Research Saturday 7.23.22
Ep 242 | 7.23.22

Has GOLD SOUTHFIELD resumed operations?


Dave Bittner: Hello everyone and welcome to the CyberWire's Research Saturday. I'm Dave Bittner, and this is our weekly conversation with researchers and analysts tracking down the threats and vulnerabilities, solving some of the hard problems of protecting ourselves in a rapidly evolving cyberspace. Thanks for joining us.

Dave Bittner: Before we jump in here, let's establish - are you an R-evil (ph) guy? Are you an - a REvil guy? 

Rob Pantazopoulos: It's - I'm a REvil guy. And above all... 

Dave Bittner: All right (laughter). 

Rob Pantazopoulos: Above all, I am not a Sodinokibi guy. 

Dave Bittner: That's Rob Pantazopoulos. He's a senior security researcher and malware reverse engineer at Secureworks. The research we're discussing today is titled "REvil Development Adds Confidence about GOLD SOUTHFIELD Reemergence." 

Rob Pantazopoulos: With families like REvil that we determine rise to the level of - that we do tracking on them, we set up typically a number of different tripwires, if you will. So we will identify samples. And if those samples have any different types of variations in them or unique aspects of them - so if there's a new version value within the binary, if there's a new configuration element, so on and so forth, we will set up notifications. So we'll get alerted to when we find those. 

Rob Pantazopoulos: We also do open source monitoring, and that is actually, in this case, how we came across a sample. There was a Twitter post by the director of Malware Research over at Avast - Jakub, Jacob (ph), I'm not quite sure how you pronounce his name. But he had notified the good people on Twitter that they had identified a new REvil sample or what they thought to be a REvil sample. And one of the interesting quirks about it was that it wasn't actually encrypting files. So they weren't quite positive. It seemed like they weren't quite positive of what the sample was.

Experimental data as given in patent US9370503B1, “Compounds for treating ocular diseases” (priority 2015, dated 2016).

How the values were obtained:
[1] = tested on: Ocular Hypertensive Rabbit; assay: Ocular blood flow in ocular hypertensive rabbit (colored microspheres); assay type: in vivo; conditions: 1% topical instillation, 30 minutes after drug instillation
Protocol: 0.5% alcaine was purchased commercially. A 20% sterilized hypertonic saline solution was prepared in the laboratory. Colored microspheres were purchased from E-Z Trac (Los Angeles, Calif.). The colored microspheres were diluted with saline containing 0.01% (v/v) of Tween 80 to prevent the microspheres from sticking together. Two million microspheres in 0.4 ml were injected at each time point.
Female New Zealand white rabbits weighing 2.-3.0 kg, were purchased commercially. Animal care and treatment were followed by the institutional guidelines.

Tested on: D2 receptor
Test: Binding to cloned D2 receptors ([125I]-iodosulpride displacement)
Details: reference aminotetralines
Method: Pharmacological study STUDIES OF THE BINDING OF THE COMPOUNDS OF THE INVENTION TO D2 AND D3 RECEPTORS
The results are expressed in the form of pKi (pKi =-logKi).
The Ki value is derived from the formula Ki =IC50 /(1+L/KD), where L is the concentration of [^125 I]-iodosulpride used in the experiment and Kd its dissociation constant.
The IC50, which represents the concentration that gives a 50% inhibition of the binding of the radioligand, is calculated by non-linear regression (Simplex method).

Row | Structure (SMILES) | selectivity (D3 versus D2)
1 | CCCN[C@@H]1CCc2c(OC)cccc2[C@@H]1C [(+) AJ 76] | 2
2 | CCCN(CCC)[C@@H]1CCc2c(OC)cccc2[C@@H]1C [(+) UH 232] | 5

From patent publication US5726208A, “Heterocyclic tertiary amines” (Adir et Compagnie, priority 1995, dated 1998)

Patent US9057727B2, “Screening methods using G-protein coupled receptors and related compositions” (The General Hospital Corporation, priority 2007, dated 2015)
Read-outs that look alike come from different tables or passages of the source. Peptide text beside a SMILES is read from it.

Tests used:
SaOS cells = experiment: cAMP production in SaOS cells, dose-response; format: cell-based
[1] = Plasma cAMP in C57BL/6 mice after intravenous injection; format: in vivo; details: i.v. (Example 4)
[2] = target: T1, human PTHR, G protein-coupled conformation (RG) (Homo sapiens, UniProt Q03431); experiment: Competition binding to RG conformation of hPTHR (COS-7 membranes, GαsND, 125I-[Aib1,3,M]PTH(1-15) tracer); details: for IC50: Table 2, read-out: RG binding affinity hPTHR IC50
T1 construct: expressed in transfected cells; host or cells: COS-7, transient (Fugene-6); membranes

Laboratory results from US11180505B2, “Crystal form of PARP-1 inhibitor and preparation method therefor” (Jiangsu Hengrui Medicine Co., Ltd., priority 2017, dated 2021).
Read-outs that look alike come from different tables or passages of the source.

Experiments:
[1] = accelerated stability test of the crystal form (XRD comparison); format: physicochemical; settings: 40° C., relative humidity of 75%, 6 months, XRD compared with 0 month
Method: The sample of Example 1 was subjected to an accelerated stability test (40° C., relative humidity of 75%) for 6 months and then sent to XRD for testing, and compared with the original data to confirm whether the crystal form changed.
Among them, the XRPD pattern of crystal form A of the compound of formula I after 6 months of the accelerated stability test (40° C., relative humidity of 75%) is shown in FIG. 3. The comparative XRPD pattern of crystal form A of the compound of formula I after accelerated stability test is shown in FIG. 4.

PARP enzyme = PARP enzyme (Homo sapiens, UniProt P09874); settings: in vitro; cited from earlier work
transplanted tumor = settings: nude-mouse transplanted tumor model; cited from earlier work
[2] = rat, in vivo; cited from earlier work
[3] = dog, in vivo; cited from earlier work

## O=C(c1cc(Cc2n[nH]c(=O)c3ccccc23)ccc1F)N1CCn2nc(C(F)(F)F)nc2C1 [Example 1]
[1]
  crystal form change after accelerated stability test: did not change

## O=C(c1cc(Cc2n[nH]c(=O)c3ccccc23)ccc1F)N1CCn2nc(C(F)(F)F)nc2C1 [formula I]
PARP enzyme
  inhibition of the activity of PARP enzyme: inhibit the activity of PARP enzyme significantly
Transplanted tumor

Rob Pantazopoulos: So as soon as we saw that, pulled down the sample, and now because we've been tracking REvil since it hit the scene, we had all types of research stored up on it, including every single version or every single variant that we've come across, we've analyzed, documented. So one of the first things that we did was pulled up one of the most recent analysis of Version 2.808 that we had done back in October and did a side-by-side comparison of the old sample and this new sample within IDA Pro. And we found that basically the decompiled pseudocode was almost exactly the same. There were some new features which we had called out, but ultimately, the core of the code was nearly identical.